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How A U.S. Police Killing Triggered The Toppling Of Statues In U.K. And Belgium

People look at the pedestal of the toppled statue of Edward Colston in Bristol, England, on Monday, following the downing of the statue on Sunday at a Black Lives Matter protest. Colston was a notorious slave trader — a badge of shame in what is one of Britain's most liberal cities.
Kirsty Wigglesworth
People look at the pedestal of the toppled statue of Edward Colston in Bristol, England, on Monday, following the downing of the statue on Sunday at a Black Lives Matter protest. Colston was a notorious slave trader — a badge of shame in what is one of Britain's most liberal cities.

Updated at 5 p.m. ET

The widespread protests that began in the United States are now reverberating through Europe, leading to the removal of two statues in the United Kingdom and one in Belgium with racist, colonial legacies.

On Tuesday evening, officials in London removed a statue associated with Britain's slave trading past. It followed activists toppling a statue in Bristol, England, and authorities in Belgium taking down a monument to a former king.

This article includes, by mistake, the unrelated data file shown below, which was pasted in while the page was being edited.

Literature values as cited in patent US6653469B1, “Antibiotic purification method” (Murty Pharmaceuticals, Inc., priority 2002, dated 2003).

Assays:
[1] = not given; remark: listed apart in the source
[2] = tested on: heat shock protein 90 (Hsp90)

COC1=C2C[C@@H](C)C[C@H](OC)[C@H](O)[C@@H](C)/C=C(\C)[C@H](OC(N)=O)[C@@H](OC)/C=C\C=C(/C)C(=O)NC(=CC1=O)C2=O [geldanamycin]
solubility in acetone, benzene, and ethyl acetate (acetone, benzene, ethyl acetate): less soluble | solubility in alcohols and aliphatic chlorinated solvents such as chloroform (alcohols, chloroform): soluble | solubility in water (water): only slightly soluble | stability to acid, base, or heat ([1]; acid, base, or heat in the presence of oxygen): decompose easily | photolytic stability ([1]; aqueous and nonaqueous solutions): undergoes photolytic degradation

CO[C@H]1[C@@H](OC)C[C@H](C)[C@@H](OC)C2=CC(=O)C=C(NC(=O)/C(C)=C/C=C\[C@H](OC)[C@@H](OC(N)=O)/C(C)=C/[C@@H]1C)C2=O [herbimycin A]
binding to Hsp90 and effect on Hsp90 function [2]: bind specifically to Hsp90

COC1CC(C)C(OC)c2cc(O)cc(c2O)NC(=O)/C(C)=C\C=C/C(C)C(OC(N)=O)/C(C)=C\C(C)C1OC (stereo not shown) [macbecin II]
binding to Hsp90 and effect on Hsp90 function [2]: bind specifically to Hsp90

The moves come after the police killing of George Floyd in Minneapolis set off mass protests across the U.S. and fueled movements against racism in Europe and other parts of the world.

On Sunday, a group at a Black Lives Matter protest toppled the statue of Edward Colston in the southwestern English city of Bristol. They rolled it through the streets and then pushed it into the green waters of the harbor where it promptly sank amid a swirl of bubbles.

It was a dramatic fall — literally and figuratively — for a deeply divisive statue that celebrated Bristol's biggest philanthropist, who made his fortune from the slave trade. In the late 1600s, Colston led Britain's Royal African Company, which transported more than 80,000 enslaved people to the New World in exchange for tobacco, sugar and rum.

In less than an hour and a half on Sunday, the protesters in Bristol succeeded where lobbying and negotiation had failed.